What to Do if Your Credit Has Been Wrecked by a Family Member

Question: I am 24 years old and my credit is not too spectacular.

Most of the accounts on my credit reports are things I have done to myself, but the other half (and the most expensive portion of my debt) was done by an immediate family member who knows my social security number and has put cable, electric and telephones in my name and did not pay the bill.

I don’t want to get my family member in trouble but I am not sure what to do?

Answer: You should start by taking control of your finances and being honest about what is going on.

You are the victim of identity theft, pure and simple. And it’s well past time you started letting others know that you did not authorize or open those utility accounts and that you are not responsible for them, period. End of story.

Start monitoring your credit every month to make sure nothing else unexpected pops up there. Put a credit freeze and a credit alert on your credit reports to prevent further damage from this person who has blatantly taken advantage of you.

Lastly, you need to confront this person directly. It doesn’t matter if that person is a “close” family member.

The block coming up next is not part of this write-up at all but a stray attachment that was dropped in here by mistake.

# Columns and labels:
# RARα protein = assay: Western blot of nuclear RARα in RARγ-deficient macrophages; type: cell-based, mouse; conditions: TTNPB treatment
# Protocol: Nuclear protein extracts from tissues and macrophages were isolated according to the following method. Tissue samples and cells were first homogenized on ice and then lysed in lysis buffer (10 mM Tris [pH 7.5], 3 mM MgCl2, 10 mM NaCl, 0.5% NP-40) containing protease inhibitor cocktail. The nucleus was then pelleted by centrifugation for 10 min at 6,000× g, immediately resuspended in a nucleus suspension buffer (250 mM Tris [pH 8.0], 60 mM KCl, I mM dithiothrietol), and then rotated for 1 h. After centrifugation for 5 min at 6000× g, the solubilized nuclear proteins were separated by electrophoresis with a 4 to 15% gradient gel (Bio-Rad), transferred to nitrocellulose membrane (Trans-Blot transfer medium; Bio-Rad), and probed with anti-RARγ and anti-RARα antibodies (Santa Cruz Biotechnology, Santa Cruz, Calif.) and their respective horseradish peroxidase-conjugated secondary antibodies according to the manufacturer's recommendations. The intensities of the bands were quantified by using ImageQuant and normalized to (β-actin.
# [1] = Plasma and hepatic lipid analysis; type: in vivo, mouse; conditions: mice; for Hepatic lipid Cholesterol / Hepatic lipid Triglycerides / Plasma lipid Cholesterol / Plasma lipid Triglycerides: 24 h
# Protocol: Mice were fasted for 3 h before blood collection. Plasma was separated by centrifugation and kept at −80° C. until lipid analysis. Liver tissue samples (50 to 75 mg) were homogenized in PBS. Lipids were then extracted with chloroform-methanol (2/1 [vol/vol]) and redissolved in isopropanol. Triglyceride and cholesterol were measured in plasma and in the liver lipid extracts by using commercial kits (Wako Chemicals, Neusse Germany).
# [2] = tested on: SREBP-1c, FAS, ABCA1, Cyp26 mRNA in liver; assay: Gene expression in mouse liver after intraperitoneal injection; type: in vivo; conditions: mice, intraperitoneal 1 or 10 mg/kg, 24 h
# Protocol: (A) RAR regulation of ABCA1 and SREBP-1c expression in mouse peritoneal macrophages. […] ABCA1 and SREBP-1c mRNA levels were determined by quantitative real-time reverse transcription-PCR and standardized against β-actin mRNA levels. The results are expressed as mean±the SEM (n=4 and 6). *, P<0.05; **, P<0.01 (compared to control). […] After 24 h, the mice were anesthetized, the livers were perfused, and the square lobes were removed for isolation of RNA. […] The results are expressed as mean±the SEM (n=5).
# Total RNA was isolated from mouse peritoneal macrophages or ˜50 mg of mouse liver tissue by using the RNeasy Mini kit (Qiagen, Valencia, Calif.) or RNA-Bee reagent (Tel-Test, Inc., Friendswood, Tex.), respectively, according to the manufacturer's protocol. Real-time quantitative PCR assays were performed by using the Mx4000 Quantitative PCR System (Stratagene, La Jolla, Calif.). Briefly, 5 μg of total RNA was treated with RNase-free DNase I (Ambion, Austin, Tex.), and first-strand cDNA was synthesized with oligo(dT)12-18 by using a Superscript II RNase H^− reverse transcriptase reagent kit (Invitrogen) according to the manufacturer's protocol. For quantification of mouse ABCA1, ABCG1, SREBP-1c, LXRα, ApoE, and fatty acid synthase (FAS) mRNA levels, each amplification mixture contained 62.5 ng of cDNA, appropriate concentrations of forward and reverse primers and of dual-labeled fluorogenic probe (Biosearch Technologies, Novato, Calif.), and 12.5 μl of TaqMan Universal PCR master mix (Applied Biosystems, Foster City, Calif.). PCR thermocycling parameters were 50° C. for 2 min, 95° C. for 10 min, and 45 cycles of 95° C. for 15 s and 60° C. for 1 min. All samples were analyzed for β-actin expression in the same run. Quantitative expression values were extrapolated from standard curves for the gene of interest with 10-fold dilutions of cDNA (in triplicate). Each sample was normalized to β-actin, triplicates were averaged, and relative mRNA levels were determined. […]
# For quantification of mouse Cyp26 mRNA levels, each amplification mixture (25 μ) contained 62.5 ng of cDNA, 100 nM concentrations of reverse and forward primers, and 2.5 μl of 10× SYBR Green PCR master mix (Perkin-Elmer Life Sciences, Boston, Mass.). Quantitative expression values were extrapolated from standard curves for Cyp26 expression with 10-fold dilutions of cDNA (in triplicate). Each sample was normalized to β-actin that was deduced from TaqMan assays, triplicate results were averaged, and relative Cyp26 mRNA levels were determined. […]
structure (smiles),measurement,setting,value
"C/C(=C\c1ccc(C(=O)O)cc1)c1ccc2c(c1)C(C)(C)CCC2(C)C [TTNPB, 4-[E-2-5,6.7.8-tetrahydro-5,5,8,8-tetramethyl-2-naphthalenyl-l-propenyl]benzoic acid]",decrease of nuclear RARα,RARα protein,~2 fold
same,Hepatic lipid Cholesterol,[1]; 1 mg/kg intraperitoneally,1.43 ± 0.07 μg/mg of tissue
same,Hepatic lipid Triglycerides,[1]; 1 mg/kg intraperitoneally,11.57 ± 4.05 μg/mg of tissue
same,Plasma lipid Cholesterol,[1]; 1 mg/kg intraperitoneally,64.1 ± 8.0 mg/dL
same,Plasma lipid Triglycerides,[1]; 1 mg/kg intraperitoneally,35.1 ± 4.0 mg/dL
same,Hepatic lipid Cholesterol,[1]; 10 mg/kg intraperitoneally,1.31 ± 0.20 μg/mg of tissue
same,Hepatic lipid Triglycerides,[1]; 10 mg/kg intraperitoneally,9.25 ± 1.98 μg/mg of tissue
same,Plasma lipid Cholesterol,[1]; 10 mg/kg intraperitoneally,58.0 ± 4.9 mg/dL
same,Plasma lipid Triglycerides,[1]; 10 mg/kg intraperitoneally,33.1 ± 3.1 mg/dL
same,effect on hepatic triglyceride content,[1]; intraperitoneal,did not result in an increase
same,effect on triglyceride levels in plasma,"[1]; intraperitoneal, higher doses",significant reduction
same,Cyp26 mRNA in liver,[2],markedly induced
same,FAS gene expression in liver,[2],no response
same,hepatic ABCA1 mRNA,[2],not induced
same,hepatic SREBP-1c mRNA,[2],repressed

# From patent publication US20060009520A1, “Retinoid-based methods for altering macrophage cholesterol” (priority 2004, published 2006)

I don’t care if it’s your sister, a cousin – or even your mother.

Let this individual know that they have totally crossed the line and damaged your finances and credit rating in a way that is completely unfair, disrespectful to you, and that has long-lasting implications.

Tell the person that they have exactly 1 week to contact every creditor in which they used your name to cut off service in your name — and put it in their name.

If that person’s credit is bad (which I suspect it is) and they can’t get a phone, electric service or cable in their own name, that’s their issue to deal with; not yours.

A week’s time is plenty of notice for them to take action. Tell them that if they don’t handle it in a week, you will be forced to contact those utilities directly and advise them of the situation.

Hopefully, you will be stern and straight-forward enough in your approach to this person that he/she will know that you mean business.

I’m not saying that you have to turn the person in (although they do deserve it). But neither should you be held continually responsible for someone else’s financial mess.

If the person doesn’t act quickly, and follow through as you’ve told them to do, don’t hesitate to get those services cut off. If push comes to shove, and you “have to” tell who the culprit is, I would go ahead and do it.

Why would you go through unwarranted financial stress for this person when clearly they’ve shown you absolutely no personal or financial consideration whatsoever? – Lynnette Khalfani-Cox, The Money Coach

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